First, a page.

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Although I mention Knoppix a lot below, I'm asking a more general question about determining and loading device drivers (I think!) I'm looking to find a fast and reliable way ...
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  1. #1
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    Live Linux discs and new hardware - make one recognise the other


    Although I mention Knoppix a lot below, I'm asking a more general question about determining and loading device drivers (I think!)

    I'm looking to find a fast and reliable way of taking a live Linux disc, using it to boot a very new PC and then allowing it to use new hardware (specifically DVD drives).

    I use live Linux CDs and DVDs a lot to boot large numbers of PCs, usually so that they can be re-imaged (using dd and netcat). However, it's often the case that when I encounter a very new PC there are hardware compatibility problems. The quick answer is often to use a later version of the live disc or to try another distribution. But I'd really like to understand how to load the appropriate driver and fix these problems without spending fruitless hours messing around.

    Here's a recent example - we just bought dozens of new Dell Vostro 260 PCs. Our custom Knoppix discs, which work with loads of systems, naturally fail . They start to boot but ultimately don't load fully because (I believe) they don't have drivers for the DVD drive's controller. Using a Debian rescue disc also fails, although it does seem to be able to access the DVD drive to some extent. The latest version of Knoppix DVD fails in the exactly the same way as our older version.

    I'd really like to know how to detect which drivers work (is there a way to tell this by interrogating the running live Debian system?) and then load these manually to begin with. Ultimately I'd roll those drivers into a custom live build.

    I hope someone here knows the answer because this issue has been plaguing me for years

  2. #2
    Administrator jayd512's Avatar
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    Hello and Welcome!

    I've never needed to run through this, personally, so I can't give a lot of detail. But maybe I can help you get a starting point.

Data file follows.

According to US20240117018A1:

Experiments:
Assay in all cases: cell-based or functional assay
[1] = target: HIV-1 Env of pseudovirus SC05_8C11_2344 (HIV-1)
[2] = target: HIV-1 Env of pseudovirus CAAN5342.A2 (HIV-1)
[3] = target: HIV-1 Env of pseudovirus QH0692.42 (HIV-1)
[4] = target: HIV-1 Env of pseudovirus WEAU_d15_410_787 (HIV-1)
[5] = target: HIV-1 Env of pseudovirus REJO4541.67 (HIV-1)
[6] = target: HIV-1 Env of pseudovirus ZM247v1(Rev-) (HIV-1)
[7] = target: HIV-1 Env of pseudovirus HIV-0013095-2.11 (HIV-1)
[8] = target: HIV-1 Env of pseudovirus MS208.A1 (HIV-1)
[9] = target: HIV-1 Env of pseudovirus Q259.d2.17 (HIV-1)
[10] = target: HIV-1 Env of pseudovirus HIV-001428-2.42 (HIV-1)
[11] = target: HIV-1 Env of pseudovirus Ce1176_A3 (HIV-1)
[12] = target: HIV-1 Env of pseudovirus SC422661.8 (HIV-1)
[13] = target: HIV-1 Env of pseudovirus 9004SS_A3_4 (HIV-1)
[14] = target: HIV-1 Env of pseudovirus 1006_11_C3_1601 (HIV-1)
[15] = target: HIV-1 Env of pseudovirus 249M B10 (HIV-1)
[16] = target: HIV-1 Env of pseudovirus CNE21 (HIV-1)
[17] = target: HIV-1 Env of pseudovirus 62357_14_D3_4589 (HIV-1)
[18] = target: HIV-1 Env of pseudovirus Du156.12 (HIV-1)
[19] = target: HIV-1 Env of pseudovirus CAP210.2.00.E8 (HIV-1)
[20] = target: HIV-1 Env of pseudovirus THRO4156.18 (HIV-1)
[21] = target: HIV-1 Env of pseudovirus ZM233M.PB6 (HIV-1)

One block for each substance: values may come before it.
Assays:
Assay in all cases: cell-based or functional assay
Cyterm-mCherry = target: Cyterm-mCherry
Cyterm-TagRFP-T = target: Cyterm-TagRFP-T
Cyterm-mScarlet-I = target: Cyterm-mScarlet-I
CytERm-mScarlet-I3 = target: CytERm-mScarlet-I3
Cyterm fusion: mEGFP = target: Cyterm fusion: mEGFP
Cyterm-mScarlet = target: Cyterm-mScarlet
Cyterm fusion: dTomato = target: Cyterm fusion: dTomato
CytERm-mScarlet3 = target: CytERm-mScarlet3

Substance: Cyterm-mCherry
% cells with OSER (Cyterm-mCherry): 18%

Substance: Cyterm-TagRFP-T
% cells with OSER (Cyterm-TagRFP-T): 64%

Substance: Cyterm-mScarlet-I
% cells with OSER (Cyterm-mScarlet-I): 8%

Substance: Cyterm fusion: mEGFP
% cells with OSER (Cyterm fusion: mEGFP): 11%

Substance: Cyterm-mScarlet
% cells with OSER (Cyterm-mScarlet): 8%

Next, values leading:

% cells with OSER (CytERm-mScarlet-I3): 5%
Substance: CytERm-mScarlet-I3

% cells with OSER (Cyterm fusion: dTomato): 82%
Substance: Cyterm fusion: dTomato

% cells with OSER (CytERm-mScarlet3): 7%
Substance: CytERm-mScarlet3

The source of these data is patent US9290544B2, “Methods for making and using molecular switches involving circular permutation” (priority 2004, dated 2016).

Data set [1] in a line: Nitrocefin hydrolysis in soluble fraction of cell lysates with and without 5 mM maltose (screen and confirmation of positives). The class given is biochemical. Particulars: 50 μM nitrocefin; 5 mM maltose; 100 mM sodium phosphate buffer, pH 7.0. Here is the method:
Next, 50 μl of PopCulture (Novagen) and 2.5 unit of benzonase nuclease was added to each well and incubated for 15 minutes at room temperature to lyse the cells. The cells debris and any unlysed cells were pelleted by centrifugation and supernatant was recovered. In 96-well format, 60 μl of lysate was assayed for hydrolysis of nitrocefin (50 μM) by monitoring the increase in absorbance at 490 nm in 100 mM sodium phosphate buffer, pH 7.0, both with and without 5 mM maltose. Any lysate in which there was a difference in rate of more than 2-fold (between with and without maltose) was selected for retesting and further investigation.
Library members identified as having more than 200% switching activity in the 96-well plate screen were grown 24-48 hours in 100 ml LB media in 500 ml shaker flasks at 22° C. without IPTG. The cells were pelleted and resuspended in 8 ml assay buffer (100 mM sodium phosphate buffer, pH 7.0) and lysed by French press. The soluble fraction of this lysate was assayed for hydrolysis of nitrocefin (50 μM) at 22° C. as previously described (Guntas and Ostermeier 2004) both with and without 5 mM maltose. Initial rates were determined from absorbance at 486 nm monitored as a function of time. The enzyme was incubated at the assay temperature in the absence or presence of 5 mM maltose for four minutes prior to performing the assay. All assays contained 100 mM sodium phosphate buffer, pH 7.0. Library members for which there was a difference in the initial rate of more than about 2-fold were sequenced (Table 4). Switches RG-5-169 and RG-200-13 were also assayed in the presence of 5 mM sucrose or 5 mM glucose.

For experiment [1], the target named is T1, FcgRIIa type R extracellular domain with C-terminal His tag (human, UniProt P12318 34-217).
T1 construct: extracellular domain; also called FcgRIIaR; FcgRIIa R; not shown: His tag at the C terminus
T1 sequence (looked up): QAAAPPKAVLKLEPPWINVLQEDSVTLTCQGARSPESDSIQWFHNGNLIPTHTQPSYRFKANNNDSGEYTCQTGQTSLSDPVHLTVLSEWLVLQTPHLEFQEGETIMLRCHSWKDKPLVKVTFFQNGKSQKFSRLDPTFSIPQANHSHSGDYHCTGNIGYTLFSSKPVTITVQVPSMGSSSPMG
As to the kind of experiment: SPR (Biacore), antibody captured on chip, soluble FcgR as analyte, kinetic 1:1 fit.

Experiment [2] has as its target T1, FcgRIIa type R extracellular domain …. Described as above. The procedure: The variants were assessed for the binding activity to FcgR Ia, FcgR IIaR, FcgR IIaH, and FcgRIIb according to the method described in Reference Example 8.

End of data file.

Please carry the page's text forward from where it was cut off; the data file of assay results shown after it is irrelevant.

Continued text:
One way that you could do this is to find which drivers are running on your machines. Do lspci -vnn and lsmod.
    Roll the appropriate drivers into your new LiveCD, and see if that works.
    Jay

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  3. #3
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    I have found a rather unsatisfactory solution, which is far from ideal because it involves opening PC cases and also because I'm not entirely sure why it works! However, in case anyone else reads this here we are:

    We disconnected the SATA CD/DVD-ROM drive and re-connected it to another SATA port on the motherboard. Knoppix and other live Linux systems then booted.

    This worked on all 20 identical PCs upon which we tried it.

  4. #4
    Linux Guru Rubberman's Avatar
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    So, this sounds like a hardware problem, not a software one, or possibly a BIOS configuration issue. These days, I use live USB drives to do what you use the live CD/DVD for. As long as the system can boot from a USB device (they all can these days), it is more reliable (generally) than using a CD/DVD, especially if they are Sata devices.
    Sometimes, real fast is almost as good as real time.
    Just remember, Semper Gumbi - always be flexible!

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    It is a combination of hardware and software problems, I think. I've run into this problem many times over the years with different computers. I believe it is to do with CD-ROM drivers and possibly certain live distributions defaulting to a specific drive, which may or may not be there.

    I've seen this problem all over the place, but I've never seen what I consider to be a satisfactory answer. Swapping SATA leads may work (in this case) but there must surely be a way to instruct the live distro to use the originally-connected SATA port? A good answer would be something like, "Load module x, change something.conf" and so on. Otherwise it's all a bit random - for example, *why* does changing the leads to another SATA port work? Finding an alternative solution, such as using another boot medium, doesn't help figure out the real issue here.

    That said, we tried the USB approach out of desperation and it also failed. ISTR that it was the same issue, where the live distro was unable to access its own file system. The BIOSes in the inexpensive Dell PCs that we use are very limited in terms of configuration. For example, one possible solution I've seen was to change the SATA mode from IDE to AHCI but there is no such option on the Vostros that we are using.

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    Just Joined! dethklok02895's Avatar
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    Ok this will sound a bit silly however it is a true statement.

    I had a DVD Drive that was working fine until I installed Debian. Then the thing completely stopped functioning. Apparently with certain motherboards Linux systems see the motherboards slots as specific slots. Sometimes what one OS might automatically consider 0 linux might actually consider 1.

    Then again Rubberman is correct USB is the best install solution.

    My dvd drive I had to switch the jumper to slave or plug it into another slot. It was strange. Because normally with that solution you can get to a point where you can download any drivers you maybe missing or need updating.

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